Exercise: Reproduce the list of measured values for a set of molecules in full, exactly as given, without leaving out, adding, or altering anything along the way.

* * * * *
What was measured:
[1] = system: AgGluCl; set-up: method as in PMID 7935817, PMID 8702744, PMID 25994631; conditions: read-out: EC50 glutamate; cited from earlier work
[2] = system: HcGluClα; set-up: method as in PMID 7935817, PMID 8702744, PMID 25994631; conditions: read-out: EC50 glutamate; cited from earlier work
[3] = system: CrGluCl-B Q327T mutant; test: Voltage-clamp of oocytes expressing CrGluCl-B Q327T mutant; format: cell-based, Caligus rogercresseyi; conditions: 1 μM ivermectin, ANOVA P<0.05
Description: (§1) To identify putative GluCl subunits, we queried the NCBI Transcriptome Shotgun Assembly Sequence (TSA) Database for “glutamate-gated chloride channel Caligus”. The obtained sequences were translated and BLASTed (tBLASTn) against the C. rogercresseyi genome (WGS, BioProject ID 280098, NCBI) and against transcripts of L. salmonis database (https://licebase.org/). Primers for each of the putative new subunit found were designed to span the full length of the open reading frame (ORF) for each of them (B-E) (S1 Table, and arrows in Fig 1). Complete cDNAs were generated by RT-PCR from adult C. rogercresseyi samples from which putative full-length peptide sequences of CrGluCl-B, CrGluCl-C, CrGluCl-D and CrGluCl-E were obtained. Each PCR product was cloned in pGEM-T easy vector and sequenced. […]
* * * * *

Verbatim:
What was measured:
[1] = system: AgGluCl; set-up: method as in PMID 7935817, PMID 8702744, PMID 25994631; conditions: read-out: EC50 glutamate; cited from earlier work
[2] = system: HcGluClα; set-up: method as in PMID 7935817, PMID 8702744, PMID 25994631; conditions: read-out: EC50 glutamate; cited from earlier work
[3] = system: CrGluCl-B Q327T mutant; test: Voltage-clamp of oocytes expressing CrGluCl-B Q327T mutant; format: cell-based, Caligus rogercresseyi; conditions: 1 μM ivermectin, ANOVA P<0.05
Description: (§1) To identify putative GluCl subunits, we queried the NCBI Transcriptome Shotgun Assembly Sequence (TSA) Database for “glutamate-gated chloride channel Caligus”. The obtained sequences were translated and BLASTed (tBLASTn) against the C. rogercresseyi genome (WGS, BioProject ID 280098, NCBI) and against transcripts of L. salmonis database (https://licebase.org/). Primers for each of the putative new subunit found were designed to span the full length of the open reading frame (ORF) for each of them (B-E) (S1 Table, and arrows in Fig 1). Complete cDNAs were generated by RT-PCR from adult C. rogercresseyi samples from which putative full-length peptide sequences of CrGluCl-B, CrGluCl-C, CrGluCl-D and CrGluCl-E were obtained. Each PCR product was cloned in pGEM-T easy vector and sequenced. […]